Orioles’ Mascot Demands to be Traded


Baltimore, MD. In an unprecedented announcement, the Baltimore Orioles’ mascot demanded on Saturday that he be traded. The announcement came shortly after the Orioles gave up two ninth inning runs to Oakland, blowing their one run lead, and extending their league-worse record to 1-11. “I’m so tired of losing,” the mascot said at the press conference, dressed in his full orange and black suit. “But what makes this even worse is that nobody’s coming to the games.”

Orioles attendance has been sparse since their home opener that drew in a record attendance of over 48,000 fans. Last week, only 9,129 fans showed up to cheer on the O’s. That was the smallest attendance since Camden Yards opened in 1992. “I was exhausted after that game. I had to run all over the stadium to entertain the small pockets of crowds. Usually, I make my way to certain heavy-traffic areas, but there hasn’t been much of that since opening day. I think the heaviest traffic that night was in the press box.”

The beloved Oriole bird has often engaged crowds with his eternal smile, lively dancing atop the dugouts, and taunting of the away team. When asked if he went on with his usual routine, he replied. “I tried. During the fifth inning I climbed up on the 1st base side dugout like usual, but when I looked out, I only saw like ten people. No one was cheering. Some people were reading or sleeping. I only heard the sound of my feet jumping on the dugout and some chatter by Carl Crawford in left field. It was pretty lame.”

The Bird also answered questions on how the management has responded to his demands. “I met with the front office yesterday, and they were pretty adamant about me staying on the team. They like my enthusiasm, and said that I’m probably the only one who would put on this thirty-pound suit and run around in Maryland heat and humidity trying to entertain a disheartened 10,000 fans spread out all over this large stadium.” Though there was dejection in the Bird’s voice, his facial expressions appeared rather peppy. “Mr. MacPhail did offer me the position of closer if I agreed to stay on. He also said with my size I could probably replace Tejada at third and Izturis at short and consolidate the two positions and give Mr. Angelos some extra spending money.”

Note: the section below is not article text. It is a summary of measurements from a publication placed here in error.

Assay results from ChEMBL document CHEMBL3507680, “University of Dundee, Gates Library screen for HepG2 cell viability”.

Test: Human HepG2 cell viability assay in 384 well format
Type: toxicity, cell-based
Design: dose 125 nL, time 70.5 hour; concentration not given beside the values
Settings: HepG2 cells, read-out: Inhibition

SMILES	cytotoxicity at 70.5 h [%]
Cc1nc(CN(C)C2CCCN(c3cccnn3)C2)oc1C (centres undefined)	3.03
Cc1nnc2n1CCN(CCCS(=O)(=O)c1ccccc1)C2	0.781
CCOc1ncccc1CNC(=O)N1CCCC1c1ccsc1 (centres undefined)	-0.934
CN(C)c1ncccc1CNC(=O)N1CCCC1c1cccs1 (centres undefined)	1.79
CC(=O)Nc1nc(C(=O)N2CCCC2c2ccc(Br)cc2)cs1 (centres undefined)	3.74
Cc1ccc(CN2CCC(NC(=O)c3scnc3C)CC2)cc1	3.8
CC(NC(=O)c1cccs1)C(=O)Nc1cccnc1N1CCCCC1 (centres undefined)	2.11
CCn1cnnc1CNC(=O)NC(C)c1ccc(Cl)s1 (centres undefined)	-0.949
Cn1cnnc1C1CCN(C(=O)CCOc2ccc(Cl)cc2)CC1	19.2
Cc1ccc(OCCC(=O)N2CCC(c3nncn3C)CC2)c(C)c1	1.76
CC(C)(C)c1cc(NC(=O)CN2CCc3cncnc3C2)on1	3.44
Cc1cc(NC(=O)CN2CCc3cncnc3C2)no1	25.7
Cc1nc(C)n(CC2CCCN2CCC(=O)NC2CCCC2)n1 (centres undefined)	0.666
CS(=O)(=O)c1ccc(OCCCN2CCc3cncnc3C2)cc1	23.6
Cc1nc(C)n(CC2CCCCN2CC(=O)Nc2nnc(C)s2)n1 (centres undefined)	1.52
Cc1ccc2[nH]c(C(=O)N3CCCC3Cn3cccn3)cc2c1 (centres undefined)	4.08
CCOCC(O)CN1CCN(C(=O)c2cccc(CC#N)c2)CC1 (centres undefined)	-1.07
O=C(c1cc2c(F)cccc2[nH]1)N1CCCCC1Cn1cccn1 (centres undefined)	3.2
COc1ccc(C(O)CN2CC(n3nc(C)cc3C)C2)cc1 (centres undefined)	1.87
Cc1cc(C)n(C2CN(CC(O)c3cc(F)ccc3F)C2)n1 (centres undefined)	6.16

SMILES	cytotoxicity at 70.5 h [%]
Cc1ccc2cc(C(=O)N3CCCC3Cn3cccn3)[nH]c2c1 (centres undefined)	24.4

The Bird also mentioned he was receiving counseling for a thirteen-year long battle with depression. “It’s been hard. I know I look like I’m happy, but often I’m just crying inside. It’s been especially difficult in the past couple of years when the team went with the ‘O’s’ emblem on the hats. I get lots of comments from people calling us the ‘zeros,’ but at least ten times a game, someone points out that our emblem is grammatically incorrect. If I hear another person tell me that the ‘Orioles shouldn’t use the apostrophe unless we’re possessing something besides a losing record,’ I’m going to go ballistic.”

When asked where he would like to be traded, the Bird suggested places of lower humidity and less mosquitoes and seemed to hint at indoor stadiums, “Really anywhere would be nice.” With suggestions that the Yankees would be adding a mascot to work their new stadium, the Bird was asked if New York was a possibility. “Are you kidding me? Every time the Yankees come to town, Camden Yards might as well be located in the Bronx. I can’t stand those people.”

While the Orioles’ front office has yet to comment on the trade demand, they did mention some proposed incentives to bring in more crowds to the ballpark. “We’re considering rotating the twenty-five man roster with some of our minor league teams. Think of it as a minor league exchange night,” commented one of the media relations interns, who wished to remain anonymous. “We’re also thinking about a ‘buy one ticket, get three free’ night.” Orioles attendance has decreased since reaching a high average of 45,816 per game in 1997. Last year’s single game average was 23,545 – a low the team hasn’t seen since 1988 when they drew an average of 20,630 per game, which was 50% the capacity of their former home – Memorial Stadium.

The team’s mascot was hatched out of a giant egg in Memorial Stadium on April 6, 1979. According to Orioles.com, his favorite foods are bird seed and Maryland Crab Cake.

This article is a parody and not to be taken seriously.


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